A few months ago, my Alexander Technique teacher told me that it is not possible to change the way we use our body when we are tired, when we are distracted, or when we are under pressure. This is a very important point to keep in mind when practicing Aikido. If an attack is to be potentially dangerous, it is not necessary to put our partner under systematic pressure. Intention must be present, but speed and intensity must be modulated.
These exercises are obviously not the reality of combat, they are tools that can develop certain qualities that will be useful in the context of a confrontation. They are necessary but not sufficient.
The question of responsibility is at the heart of martiality. Who is responsible when the technique does not work? Uke, who did not attack or react properly? Tori, who did not know how to adapt to his partner? The technique itself which was not effective or appropriate? In reality, these three answers are possible and are not mutually exclusive. Sometimes, Uke does not really attack. It also happens that the technique is difficult to apply in a specific situation, for example because of the relative sizes of the partners. But it also happens that Tori is at fault.
Intention is also an essential point, often left out. Aikido comes from violent practices, designed to incapacitate or even destroy an opponent. If its message today goes beyond that, it does not mean we must forget the context that gave birth to it. In a context of life or death, intention is natural. But at the dojo, people rarely feel actual danger. When I practice with Akuzawa sensei, the founder of Aunkai, I always have this moment where I really fear for my physical integrity. He never hurt me, and will probably never, but I feel his potential of destruction. Even before attacking him I already know that it’s going to be complicated, he’s got the upper hand. Same when he attacks me.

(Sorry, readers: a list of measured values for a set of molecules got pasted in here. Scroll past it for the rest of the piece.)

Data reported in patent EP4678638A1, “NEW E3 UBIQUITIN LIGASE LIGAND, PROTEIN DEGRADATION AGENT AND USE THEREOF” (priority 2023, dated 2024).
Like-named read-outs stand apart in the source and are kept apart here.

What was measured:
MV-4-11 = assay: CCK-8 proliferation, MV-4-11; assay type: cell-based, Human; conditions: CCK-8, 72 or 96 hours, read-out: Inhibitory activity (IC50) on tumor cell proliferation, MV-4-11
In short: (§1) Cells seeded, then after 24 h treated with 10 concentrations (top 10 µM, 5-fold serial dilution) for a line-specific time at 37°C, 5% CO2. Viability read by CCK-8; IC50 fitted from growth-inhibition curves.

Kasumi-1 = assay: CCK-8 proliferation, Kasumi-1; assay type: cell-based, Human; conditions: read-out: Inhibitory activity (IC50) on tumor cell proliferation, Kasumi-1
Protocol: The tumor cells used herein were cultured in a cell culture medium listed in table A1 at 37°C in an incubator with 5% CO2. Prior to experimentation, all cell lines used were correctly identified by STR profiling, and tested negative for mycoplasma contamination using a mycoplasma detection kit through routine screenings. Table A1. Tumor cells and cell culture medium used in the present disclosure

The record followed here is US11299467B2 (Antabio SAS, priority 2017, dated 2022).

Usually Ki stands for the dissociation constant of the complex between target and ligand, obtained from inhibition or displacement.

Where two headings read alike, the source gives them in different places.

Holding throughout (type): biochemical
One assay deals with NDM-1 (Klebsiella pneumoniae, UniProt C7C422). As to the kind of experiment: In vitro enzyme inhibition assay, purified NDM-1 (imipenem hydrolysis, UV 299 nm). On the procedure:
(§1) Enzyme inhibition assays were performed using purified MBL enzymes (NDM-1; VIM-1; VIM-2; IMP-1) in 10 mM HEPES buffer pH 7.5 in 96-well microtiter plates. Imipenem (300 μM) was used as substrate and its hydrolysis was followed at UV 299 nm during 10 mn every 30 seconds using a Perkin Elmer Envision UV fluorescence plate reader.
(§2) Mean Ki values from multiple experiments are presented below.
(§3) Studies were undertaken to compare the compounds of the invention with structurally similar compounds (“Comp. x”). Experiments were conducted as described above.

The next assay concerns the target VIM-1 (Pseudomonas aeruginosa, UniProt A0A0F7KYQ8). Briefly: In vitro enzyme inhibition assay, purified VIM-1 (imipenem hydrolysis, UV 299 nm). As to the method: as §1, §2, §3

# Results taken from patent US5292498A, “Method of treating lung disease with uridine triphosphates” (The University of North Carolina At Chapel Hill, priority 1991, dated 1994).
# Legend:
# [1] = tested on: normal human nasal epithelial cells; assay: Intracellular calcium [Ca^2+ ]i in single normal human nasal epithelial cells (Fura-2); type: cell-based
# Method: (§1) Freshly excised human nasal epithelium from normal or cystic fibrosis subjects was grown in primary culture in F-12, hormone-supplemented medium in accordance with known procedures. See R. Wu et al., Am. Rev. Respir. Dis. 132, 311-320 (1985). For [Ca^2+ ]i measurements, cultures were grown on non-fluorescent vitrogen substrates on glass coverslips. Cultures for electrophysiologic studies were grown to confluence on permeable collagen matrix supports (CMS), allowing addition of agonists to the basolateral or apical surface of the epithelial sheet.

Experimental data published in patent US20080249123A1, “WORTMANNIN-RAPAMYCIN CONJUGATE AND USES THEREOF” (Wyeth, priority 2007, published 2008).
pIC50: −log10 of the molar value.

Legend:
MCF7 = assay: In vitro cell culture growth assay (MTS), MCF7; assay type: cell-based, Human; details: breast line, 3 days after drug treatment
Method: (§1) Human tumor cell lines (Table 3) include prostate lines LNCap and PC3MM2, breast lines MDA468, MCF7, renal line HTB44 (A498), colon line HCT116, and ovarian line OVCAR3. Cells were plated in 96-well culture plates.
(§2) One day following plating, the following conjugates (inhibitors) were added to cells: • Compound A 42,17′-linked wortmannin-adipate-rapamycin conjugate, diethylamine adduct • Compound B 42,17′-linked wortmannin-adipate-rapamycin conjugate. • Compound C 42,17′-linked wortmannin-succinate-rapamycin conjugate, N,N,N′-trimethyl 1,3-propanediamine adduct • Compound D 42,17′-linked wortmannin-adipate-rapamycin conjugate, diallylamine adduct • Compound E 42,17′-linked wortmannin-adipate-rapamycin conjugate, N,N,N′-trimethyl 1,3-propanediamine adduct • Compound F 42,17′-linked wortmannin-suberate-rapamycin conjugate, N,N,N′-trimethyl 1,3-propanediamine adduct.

I am convinced of the interest of working on forms, in association with some personal research on body mechanics to understand the essence of practice. I believe, however, that these two elements alone are not enough to reach the highest level and that it is necessary to practice in free.
In Aikido, free practice usually comes down to two things: ju-waza in which more often than not Aikidoka find themselves practicing their forms on a variety of attacks; and randori in which several people attack like zombies and take ukemi as soon as Tori shows them a direction.
In Nihon Tai Jitsu, as in Yoseikan Aikido, free is particularly present and can be found in many shapes and sizes, along with different levels of intensity. It could be a randori against several opponents who really seek to attack, a randori with a single partner in which he can attack us but also counter our defenses should he have the opportunity, or sparring exercises in total opposition, whether standing or on the ground. It is the same in Aunkai and I do not remember a training at Tokyo’s Hombu dojo that did not end with kuzushi, a free practice in opposition where each partner must seek to preserve his body structure while breaking that of his opponent.
Aikido, in the way Ueshiba Morihei offered it to the world is a martial discipline of rare quality. The presence of advanced practitioners from other martial atys among Osensei students is one of the best evidence of this. The massive development of the discipline and its message of peace, attracting today a wider public, have however had a devastating impact on the martiality of Aikido, which is struggling today to demonstrate its effectiveness. All the elements of this martiality are nevertheless present within Aikido, and this even if they struggle to be visible. It is up to us to seek to restore Aikido’s past martiality by objectively looking at our shortcomings.